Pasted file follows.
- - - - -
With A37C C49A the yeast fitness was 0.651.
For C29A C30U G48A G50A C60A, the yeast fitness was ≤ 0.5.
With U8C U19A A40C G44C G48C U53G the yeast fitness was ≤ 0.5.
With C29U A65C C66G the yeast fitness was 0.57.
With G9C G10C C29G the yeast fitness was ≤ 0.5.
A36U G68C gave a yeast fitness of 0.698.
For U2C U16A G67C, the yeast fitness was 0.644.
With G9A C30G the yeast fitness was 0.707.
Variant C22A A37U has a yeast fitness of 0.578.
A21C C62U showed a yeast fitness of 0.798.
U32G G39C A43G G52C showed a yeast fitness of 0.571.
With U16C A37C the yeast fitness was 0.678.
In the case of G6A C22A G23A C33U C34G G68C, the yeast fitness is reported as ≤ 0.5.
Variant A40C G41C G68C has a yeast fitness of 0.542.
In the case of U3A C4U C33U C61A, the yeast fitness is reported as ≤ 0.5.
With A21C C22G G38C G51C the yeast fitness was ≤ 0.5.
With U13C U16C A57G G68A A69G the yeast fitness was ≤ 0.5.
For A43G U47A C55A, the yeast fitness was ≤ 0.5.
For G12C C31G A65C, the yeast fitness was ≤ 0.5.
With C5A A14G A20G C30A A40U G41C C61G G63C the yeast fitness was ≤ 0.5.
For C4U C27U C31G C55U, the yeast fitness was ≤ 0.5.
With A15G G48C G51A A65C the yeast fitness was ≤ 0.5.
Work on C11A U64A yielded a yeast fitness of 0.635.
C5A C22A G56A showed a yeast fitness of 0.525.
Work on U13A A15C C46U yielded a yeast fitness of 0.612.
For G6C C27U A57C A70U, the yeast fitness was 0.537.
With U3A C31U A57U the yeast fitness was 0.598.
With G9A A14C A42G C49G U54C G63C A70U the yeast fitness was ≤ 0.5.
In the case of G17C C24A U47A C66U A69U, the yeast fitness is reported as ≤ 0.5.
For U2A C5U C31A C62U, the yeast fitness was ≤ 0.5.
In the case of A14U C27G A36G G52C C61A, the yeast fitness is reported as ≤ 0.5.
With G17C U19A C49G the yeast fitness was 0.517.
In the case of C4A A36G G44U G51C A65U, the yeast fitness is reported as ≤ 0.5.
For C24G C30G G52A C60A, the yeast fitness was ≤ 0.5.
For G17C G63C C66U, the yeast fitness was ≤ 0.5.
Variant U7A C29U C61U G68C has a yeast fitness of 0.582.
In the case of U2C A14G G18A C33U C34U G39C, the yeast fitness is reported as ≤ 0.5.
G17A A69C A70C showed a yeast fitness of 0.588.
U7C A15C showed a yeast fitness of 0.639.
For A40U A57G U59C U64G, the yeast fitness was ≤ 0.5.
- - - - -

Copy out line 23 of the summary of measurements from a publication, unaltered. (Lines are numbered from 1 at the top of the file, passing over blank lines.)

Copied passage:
Work on C11A U64A yielded a yeast fitness of 0.635.